Run-off cover (also known as 'tail' or 'extended reporting' cover) is critical for those working in fields or running businesses where professional indemnity insurance or directors & officers insurance are key elements of risk management, such as architects, accountants, finance professionals, surveyors and other professional fields. Before you retire, change jobs, close your business or otherwise stop trading, make sure you're well protected with run-off insurance because liability claims can be brought years after the fact.
Tables of Contents
- What is 'run-off' insurance?
- Why is run-off insurance important?
- Who needs run-off insurance?
- How much does run-off insurance cost?
- How long do I need run-off cover?
'Run-off' insurance definition
'Run-off' or 'tail' cover typically refers to a type of professional liability insurance that a business or person uses after they stop trading—for instance in case of death or retirement.
It protects against claims that are made during an extended reported period against work done earlier, while the business was still actively trading and fully insured. It does not cover new business written during the extended reporting period, and in fact there should be no further business carried out if a run-off policy is in place. If trading does continue, it should be under a new business name and a fresh insurance policy, in parallel to the run-off coverage.
- An architect retires and closes his business in January 2021, letting his professional indemnity insurance policy lapse. Six months later in July 2021 he is sued for work he completed in April 2020 on a large commercial project. Without tail insurance he would have no cover; with run-off professional indemnity insurance this claim would be covered.
Why is run-off insurance important?
Run-off insurance is necessary because professional liability insurance is typically written on a 'claims-made' basis. This means that you only have protection if you hold a valid insurance policy when the work was undertaken AND when a claim is made. So if you retire or your business stops trading and you let your professional liability insurance lapse without run-off insurance, you are at risk of liability claims.
Who needs run-off insurance?
If you were a director or officer of a company, or you or your business gave professional advice or service as part of your work, then you might want run-off insurance when you retire, change careers or otherwise stop trading. As claims can arise years after work was undertaken, a professional might need run-off insurance even after death. This is an issue to raise with the executor of a professional's estate unless they have been long retired.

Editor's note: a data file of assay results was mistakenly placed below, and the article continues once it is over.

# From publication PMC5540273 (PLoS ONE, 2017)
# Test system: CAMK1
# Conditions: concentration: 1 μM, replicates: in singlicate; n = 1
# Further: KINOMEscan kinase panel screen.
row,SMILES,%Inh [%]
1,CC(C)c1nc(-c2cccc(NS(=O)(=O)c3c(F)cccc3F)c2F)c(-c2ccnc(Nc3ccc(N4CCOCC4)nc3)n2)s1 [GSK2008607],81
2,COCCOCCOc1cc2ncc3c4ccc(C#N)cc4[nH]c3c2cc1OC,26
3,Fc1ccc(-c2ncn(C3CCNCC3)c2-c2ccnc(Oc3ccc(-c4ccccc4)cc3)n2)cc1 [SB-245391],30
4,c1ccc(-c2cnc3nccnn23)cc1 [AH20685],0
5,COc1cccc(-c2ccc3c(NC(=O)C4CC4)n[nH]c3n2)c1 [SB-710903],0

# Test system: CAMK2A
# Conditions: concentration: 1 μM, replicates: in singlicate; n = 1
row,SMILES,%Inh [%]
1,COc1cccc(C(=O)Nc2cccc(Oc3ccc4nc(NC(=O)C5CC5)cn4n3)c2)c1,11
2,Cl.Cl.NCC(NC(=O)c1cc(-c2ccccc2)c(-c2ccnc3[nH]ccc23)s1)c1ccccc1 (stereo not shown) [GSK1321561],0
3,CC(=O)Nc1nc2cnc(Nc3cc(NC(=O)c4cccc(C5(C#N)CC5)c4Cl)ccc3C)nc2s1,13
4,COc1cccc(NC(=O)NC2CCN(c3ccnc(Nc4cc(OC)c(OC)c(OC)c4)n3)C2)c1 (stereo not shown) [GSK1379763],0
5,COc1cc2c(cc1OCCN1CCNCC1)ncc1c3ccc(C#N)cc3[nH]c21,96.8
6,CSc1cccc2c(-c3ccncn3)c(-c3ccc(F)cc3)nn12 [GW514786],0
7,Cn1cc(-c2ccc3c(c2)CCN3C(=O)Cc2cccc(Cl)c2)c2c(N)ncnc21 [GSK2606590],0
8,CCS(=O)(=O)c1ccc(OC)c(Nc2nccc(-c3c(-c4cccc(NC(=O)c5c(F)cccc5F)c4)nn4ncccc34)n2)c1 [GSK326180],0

How much does run-off insurance cost?
Run-off insurance should be cheaper than your professional liability insurance, because liability diminishes over time. It's more likely that an issue will arise closer to the time the work was undertaken than many years later—so the further away you get from the time the work was undertaken, the less likelihood of a claim, which means less risk for the underwriter and a lower insurance premium. And once you stop trading, you're no longer adding to the basket of work that could potentially result in a claim.
How much run-off cover do I need?
The amount of run-off cover you need depends very much on your unique situation. For reference, RICS made changes to the run-off requirements for their architect members, stipulating a minimum of £1,000,000 in run-off cover for six years. These changes were effective as of 1 April 2019.
Where can I get a run-off cover policy?
You are best approaching your existing insurer for a run-off quote, as insurers don’t like to quote run-off without having held a business’ insurance policy for at least a year beforehand. This is due to the industry belief that run-off coverage is a courtesy to clients, giving them peace of mind in their retirement.
In many cases where a business activity is unlikely to result in a claim until months or even years later (i.e. construction design and calculation), the risk an insurer is taking when providing run-off is about the same as for a practicing business until a year or two have passed. For this reason it’s worth checking what the run-off terms and conditions are with your existing insurer at renewal, even if you don’t plan on retiring for some time. If the terms aren’t favourable, consider switching insurer a year or two before retirement.
How long do I need run-off cover?
According to Nelsons Solicitors, professional negligence claims can be made up to six years after the alleged damage occurred, but under certain circumstances a professional could be liable for 15 years or more.
With that in mind, those with professional liability exposure might want to carry run-off insurance for 6 years after they stop working, but you can discuss your needs with a specialist broker or directly with your insurance company.